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Putting it all together

Having now given you all the information in the nutrition series to help you understand about nutrition and its impact on your body, it is now time to put it all together. Let me also start by saying that this and the previous articles in this series have been put together to provide you with the knowledge and tools to help yourself design your own nutrition plan. I’ve provided you with those tools as a blueprint and now it’s up to you to do the work – get to it! – Let’s get started

Introduction and forward

Everyone is different, they have different genetics, metabolisms, body types, needs/wants and different levels of motivation. With that in mind, this section will be a generalisation of how to go about turning the information from this series of articles into a useful part of your body transformation or general healthy lifestyle change.

Following a nutrition plan that requires adjustment based on results will take a while to both get used to and to work out what best suits you and your needs. You simply just can’t go cutting everything out nor just guess, it just won’t work effectively, it does require some planning and preparation. Therefore planning a long term nutrition plan takes time to get to grips with, it’s a process of adjustments each week until you get the calories and macronutrients right. Make small changes and record the results, yes it will take a while, but we’re not doing short term crash dieting here. You can’t do this if you don’t know what you are eating, sorry there is no shortcut to this part.

You will need to try to be less sugar and fat obsessed, our prehistoric bodies haven’t quite caught up with our fast changing diets that seem overloaded with a variety of sugary/fat foods. Following a nutrition plan to help keep excess weight off and/or building muscle needs to be something you can continue to do, a lifestyle change, a metabolic change if needed and it is best done slowly to avoid the body fighting back against the changes. You will need to disconnect your emotional side to food. Have the will power, self control and overcome impulse and temptation.

Don’t expect results straight away, it takes time for your body to adjust. Do this slowly to avoid your body reacting and slowing down your metabolism. There is no short cut to long term health and fat loss. Yes there are short term ones, but we are not interested in that here.

The great thing about getting leaner and fitter, is the more you become those, the easier it gets as a leaner healthy body burns more fat calories and the more your body gets efficient at using it for energy the leaner you can become and so it goes on.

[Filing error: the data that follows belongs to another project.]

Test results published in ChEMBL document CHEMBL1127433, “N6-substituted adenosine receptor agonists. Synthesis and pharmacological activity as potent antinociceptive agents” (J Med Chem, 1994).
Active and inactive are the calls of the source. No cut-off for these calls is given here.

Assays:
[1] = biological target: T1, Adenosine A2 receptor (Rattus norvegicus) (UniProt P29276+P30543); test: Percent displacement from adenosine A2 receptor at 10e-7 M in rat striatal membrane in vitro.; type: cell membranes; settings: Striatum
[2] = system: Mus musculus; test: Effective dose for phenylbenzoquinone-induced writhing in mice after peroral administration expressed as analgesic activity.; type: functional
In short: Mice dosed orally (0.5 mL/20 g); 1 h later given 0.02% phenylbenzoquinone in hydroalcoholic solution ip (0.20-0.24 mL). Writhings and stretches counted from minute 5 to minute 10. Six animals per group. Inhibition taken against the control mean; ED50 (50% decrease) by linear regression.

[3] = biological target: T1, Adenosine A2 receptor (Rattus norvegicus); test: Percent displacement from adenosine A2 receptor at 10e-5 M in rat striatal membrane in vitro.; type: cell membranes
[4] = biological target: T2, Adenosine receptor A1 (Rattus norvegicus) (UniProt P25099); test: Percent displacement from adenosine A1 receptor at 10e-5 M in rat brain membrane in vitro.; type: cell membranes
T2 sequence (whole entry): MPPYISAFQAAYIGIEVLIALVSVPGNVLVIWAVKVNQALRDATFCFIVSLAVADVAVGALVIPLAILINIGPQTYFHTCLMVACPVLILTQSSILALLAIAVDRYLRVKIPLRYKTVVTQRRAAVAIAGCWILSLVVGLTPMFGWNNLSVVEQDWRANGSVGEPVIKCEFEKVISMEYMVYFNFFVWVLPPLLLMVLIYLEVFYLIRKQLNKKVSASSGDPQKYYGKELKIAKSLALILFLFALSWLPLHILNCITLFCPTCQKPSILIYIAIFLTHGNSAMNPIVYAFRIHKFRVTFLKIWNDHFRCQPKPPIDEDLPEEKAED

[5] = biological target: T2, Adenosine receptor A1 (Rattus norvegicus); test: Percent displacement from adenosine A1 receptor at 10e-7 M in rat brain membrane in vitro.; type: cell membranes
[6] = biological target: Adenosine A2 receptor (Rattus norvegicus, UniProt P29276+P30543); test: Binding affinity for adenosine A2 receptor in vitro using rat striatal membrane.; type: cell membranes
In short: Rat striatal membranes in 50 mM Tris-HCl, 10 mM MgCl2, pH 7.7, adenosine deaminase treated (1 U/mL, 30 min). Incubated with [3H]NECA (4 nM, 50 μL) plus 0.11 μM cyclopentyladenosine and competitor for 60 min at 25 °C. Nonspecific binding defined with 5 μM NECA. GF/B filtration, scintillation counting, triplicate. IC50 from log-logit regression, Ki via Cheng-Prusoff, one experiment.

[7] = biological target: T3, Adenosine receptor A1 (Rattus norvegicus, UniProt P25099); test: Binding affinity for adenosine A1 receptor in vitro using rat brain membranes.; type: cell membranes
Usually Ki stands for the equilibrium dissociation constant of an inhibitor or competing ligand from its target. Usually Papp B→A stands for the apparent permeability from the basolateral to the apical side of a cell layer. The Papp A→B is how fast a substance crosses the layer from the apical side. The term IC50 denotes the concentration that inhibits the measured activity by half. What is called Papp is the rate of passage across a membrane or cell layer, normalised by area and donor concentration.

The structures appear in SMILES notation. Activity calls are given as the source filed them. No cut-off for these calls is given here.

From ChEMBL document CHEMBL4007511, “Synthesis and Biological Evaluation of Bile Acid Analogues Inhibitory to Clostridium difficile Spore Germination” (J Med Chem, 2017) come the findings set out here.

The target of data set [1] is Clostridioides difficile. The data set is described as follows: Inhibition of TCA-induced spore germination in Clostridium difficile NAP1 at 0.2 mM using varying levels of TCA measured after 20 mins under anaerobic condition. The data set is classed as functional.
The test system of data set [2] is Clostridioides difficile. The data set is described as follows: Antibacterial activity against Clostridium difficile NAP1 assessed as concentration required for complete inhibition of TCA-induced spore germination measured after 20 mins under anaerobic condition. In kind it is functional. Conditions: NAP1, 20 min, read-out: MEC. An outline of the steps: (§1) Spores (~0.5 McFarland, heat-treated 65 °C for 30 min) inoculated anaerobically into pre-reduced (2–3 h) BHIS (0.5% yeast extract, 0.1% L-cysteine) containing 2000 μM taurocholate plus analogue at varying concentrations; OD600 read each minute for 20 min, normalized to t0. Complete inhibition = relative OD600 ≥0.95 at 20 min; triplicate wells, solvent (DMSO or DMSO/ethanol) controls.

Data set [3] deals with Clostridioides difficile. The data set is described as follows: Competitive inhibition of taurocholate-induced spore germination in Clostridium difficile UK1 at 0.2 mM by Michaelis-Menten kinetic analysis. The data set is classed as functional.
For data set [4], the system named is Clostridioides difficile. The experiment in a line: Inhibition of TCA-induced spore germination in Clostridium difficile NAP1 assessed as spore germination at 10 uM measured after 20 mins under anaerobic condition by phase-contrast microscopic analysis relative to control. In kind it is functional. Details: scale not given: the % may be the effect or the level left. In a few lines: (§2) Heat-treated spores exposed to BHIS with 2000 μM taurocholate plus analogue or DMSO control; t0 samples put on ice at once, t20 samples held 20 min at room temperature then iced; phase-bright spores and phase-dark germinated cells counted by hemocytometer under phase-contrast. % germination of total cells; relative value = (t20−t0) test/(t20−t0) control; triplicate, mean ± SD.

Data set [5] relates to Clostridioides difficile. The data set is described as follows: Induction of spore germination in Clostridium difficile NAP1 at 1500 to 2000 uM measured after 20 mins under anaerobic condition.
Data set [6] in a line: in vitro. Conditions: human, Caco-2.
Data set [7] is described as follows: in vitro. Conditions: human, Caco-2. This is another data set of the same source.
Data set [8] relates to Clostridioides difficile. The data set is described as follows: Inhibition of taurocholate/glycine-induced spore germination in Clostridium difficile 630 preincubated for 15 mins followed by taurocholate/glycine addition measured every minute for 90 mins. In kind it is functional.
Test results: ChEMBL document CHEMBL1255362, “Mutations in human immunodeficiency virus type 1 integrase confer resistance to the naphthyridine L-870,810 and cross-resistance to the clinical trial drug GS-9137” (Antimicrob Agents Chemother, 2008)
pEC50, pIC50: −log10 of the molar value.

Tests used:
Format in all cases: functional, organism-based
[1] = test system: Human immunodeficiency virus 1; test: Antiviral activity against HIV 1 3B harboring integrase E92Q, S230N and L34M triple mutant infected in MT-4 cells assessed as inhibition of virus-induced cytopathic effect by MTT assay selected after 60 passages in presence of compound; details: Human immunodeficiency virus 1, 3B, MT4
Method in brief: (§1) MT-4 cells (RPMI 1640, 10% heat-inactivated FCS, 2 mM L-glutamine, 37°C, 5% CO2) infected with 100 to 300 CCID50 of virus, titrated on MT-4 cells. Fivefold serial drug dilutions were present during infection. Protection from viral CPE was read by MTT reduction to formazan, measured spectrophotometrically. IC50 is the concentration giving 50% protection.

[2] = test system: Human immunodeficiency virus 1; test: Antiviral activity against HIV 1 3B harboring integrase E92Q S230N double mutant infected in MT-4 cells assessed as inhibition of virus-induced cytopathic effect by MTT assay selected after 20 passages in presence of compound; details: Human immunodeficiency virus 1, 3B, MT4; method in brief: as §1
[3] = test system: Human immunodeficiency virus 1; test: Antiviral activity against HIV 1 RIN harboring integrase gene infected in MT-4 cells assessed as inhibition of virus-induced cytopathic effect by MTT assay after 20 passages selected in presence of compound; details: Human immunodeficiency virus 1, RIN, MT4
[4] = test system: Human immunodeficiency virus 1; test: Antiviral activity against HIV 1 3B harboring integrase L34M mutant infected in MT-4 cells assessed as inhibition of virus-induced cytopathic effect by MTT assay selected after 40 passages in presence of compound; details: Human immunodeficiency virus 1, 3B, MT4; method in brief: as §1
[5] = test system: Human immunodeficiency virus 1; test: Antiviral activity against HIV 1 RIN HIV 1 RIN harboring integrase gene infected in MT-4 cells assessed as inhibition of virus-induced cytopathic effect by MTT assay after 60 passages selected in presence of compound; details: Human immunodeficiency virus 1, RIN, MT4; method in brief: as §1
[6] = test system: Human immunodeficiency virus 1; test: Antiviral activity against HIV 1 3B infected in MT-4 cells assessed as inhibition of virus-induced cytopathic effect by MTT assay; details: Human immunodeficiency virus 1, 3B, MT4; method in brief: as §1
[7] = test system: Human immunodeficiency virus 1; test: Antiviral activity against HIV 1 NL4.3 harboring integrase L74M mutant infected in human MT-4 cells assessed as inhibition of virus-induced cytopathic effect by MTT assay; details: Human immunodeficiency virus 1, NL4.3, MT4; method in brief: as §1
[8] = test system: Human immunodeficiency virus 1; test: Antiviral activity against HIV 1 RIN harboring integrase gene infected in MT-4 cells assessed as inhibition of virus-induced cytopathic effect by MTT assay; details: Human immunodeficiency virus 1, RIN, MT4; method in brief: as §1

How efficient we are at doing this will be determined by our genetic, hormonal makeup, but also by how much effort we put into making changes to our diet and activity level. Our body weight is a result of the amount of energy we release into our bodies minus the amount of energy our bodies use up. So although there are many obstacles in our way, we can still have an impact on it by do something about it ourselves with guts and determination.

Help with planning your meals

Firstly you want to split your food intake into several meals. Ideally in order to control hunger, insulin, nitrogen balance and adjustments to the nutrition plan, you will want to split it into at least four meals and as much as seven. What you are trying to do here is not let your bodies fire burn too bright and then fad out fast and be hungry for more fuel again. Don’t panic however the seven meals include pre and post workout nutrition. So you might have, breakfast, early lunch, pre workout nutrition, post workout nutrition, dinner, a late evening meal and pre bedtime nutrition for example. Of course this will depend on your goals, the time you workout and/or when you can conveniently get the time to eat. If you prefer to not eat like this then four meals spread out would be the lowest number I would go for.

So what should each of your meals consist of? Well you need to supply a good mix of protein, carbohydrates (complex and fibrous) and fat (mostly mono, some polyunsaturated and small amount of saturated) in each of your main meals. For pre and post workout nutrition, please see the Pre and post workout nutrition article if you already haven’t done so.

On average most people will need to get around 30-40% of their food from protein sources, 35-50% from complex carbohydrates and 20-30% from good fats. However the ratio of each of your macros will vary depending on your goals, activity level, your weight and body type and can be altered as required. It maybe a good idea to know what body type you are also at this point, so if you haven’t already read the Introduction to your body article, check it out and see what body type you are.